Saturday, February 18, 2012

The Girl Scout Bond

As we headed into Wal-mart today, the girl scouts were lying in wait.

It was going to be a tough one.  I had the kids solo today so Daniel could work a full shift. I had to wake them up to take Sam to soccer, which was a lot more like water polo in a swamp than soccer. Sam managed to soak not only her cleats, but her socks and toes (in the 50 degree weather), and get her butt wet, since it was picture day and she ended up sitting in the soaking grass in the first row. Then Peyton decided to chime in on the fun by throwing up on himself. He still does that just a little bit after almost every meal, even though he is now officially one. He eats real food and drinks real milk, so I refuse to call this spit up, and am on the verge of slapping people who correct me when he does it in front of them. If I call it barf, they say "No, it's just a little spit up--he's a baby!" Augh!!! He's not a baby, he's one, and he has the diet of a toddler--and why don't you come over here and take a sniff or clean it up if it's just a little spit up?! One day I'm going to say that, and my guess is, there will be no volunteers. Which is a shame, because the smell of barf makes me gag, and I'd really rather not be the one handling it all the time.
Back on topic, since Peyton's clothes and our car now smelled to high heaven, and Sam had no back up shoes to replace her cleats (my bad!), even though we needed to go to the Wal-mart right next to the soccer field, I had to take them home to get changed first and then go back. I had promised Sam I would get the traditional after-soccer Jamba Juice once she was changed, which I did manage to do, considering it was now almost 11 and I hadn't had breakfast anyway. Carrying the Jamba Juice with Peyton, the diaper bag, and Sam alongside screaming that if she couldn't hold my hand she would get hit by a car and die, proved harder than I had thought it would be. It also made me re-evaluate my very rigid and possibly borderline crazy teaching of Sam to hold hands in parking lots. It's possible I inadvertently exaggerated the consequences. Still, I wasn't going to leave my Jamba in the car to melt while I went to Wal-mart!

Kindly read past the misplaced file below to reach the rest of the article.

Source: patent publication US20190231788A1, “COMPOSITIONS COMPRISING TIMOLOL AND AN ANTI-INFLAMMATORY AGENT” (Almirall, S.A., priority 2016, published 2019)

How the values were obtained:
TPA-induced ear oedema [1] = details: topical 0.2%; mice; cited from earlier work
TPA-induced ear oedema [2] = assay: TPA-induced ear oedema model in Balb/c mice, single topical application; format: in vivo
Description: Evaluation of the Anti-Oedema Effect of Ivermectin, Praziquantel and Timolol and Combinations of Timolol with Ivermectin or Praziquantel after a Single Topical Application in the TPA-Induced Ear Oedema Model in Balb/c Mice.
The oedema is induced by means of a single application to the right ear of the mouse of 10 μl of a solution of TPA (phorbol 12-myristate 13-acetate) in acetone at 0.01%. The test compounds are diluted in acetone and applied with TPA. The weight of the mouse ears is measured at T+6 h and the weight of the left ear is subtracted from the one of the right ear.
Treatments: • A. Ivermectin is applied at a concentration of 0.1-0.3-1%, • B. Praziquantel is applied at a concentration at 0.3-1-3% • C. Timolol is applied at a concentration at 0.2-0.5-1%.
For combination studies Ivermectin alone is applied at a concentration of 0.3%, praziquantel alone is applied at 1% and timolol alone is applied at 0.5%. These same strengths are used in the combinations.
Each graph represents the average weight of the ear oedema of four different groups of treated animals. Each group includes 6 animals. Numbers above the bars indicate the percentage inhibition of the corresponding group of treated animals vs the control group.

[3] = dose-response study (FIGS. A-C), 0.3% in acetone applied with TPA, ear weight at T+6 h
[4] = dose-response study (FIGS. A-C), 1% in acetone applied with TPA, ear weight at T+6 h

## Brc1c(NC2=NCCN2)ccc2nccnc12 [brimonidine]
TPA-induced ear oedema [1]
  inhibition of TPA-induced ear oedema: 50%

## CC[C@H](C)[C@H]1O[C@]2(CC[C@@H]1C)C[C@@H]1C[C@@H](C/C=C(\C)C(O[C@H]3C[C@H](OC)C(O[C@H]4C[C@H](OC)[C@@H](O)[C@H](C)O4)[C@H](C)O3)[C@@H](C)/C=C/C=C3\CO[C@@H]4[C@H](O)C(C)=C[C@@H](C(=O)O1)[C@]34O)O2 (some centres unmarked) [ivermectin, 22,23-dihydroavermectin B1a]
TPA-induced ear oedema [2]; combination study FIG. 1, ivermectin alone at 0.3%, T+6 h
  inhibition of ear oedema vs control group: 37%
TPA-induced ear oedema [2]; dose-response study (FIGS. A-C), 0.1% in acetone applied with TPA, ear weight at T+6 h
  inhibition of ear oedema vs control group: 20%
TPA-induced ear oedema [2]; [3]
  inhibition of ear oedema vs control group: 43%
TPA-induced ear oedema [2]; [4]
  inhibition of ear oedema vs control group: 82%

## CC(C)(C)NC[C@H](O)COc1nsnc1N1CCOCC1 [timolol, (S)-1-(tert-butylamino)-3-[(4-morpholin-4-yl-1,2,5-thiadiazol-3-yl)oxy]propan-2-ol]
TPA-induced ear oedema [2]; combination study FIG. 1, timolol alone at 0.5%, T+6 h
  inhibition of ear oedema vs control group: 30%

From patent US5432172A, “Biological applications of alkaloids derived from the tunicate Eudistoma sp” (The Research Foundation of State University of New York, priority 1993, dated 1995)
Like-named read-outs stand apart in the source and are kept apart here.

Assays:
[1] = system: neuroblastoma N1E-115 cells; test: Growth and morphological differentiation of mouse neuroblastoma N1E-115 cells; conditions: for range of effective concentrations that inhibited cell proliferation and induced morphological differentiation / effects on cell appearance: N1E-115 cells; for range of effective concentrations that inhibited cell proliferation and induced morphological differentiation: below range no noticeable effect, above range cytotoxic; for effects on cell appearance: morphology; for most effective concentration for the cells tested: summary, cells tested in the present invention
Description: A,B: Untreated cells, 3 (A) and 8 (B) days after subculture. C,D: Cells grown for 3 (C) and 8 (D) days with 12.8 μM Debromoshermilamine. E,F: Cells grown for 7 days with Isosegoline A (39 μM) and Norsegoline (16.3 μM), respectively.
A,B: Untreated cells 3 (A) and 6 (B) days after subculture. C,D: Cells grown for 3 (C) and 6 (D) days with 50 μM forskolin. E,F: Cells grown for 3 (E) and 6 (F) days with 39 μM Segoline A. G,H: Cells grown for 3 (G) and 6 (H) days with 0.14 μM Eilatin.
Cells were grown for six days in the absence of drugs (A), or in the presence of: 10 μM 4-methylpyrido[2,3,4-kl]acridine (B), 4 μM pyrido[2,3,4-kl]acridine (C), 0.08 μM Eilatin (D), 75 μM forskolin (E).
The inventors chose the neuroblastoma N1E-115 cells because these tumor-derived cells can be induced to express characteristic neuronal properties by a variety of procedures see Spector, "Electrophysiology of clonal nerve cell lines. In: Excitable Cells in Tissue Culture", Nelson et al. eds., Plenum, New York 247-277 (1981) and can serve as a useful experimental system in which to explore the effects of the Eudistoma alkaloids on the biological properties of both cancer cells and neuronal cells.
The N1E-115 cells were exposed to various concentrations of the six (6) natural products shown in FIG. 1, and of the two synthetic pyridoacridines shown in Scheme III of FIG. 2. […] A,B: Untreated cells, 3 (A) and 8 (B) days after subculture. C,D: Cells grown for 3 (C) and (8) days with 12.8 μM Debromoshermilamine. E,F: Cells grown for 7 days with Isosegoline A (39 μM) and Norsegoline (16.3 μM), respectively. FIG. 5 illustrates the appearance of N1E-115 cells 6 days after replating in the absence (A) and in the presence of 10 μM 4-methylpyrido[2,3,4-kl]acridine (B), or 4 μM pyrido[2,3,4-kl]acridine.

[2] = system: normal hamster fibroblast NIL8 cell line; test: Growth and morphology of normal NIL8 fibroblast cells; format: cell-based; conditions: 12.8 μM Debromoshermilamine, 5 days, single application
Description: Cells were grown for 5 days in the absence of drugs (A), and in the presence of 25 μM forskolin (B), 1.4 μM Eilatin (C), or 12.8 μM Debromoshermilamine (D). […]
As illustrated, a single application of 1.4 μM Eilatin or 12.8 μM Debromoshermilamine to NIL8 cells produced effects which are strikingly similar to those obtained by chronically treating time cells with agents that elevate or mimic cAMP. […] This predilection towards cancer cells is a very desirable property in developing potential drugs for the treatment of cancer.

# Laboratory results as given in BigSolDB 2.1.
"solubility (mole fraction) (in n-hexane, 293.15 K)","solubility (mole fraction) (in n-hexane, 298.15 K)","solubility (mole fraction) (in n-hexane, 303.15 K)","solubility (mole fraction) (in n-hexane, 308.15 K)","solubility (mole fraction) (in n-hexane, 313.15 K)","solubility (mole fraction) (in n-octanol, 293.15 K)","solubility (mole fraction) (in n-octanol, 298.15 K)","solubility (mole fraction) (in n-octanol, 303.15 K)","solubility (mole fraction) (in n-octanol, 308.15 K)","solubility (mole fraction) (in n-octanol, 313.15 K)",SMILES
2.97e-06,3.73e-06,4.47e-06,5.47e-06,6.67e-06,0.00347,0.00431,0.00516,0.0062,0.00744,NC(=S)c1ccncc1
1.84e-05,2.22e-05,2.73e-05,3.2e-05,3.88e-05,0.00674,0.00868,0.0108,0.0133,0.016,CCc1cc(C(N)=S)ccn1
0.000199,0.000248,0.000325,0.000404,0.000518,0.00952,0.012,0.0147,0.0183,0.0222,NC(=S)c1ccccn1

This was my third (count 'em, three!) attempt to pick up a prescription that had been not ready twice already through the week for various flimsy reasons, so I was already cranky that I had to come back to this same location AGAIN, when it's not the closest to my house (it is closest to preschool, and silly me, I thought it would be done on preschool day, or the second preschool day of the week)!
 I was halfway across the parking lot when a car nowhere near us started to back up and Sam freaked out that they would hit her because she wasn't holding hands. I shifted the hand the Jamba juice was in to get her attention and calm her down really quickly, and that was all it took. I was trying to watch both kids and failing when Peyton grabbed the straw out of the smoothie and promptly flung it and it's contents all over both of us, the parking lot, and possibly the car we were next to (I was too scared to look). You can lick smoothie off your hands, but that doesn't help with the stickiness.  The wipes were no where reachable with my lack of hands, and Sam was sure she was dodging death every second and kept telling me to "get out of the road!"
I think the girl scouts saw us coming, sticky, stressed, and overloaded, and thought I was the easiest target they'd have all day. Normally, they'd be right, but today, I was feeling strong. Also weak. I could not, under any circumstances, let those cookies into the house today. I've been working so hard on not eating emotionally. I said "No thanks!" and wrestled Peyton into a cart. (Adding to the theme of the day, it would prove to be the ridiculous loudly squeaking cart).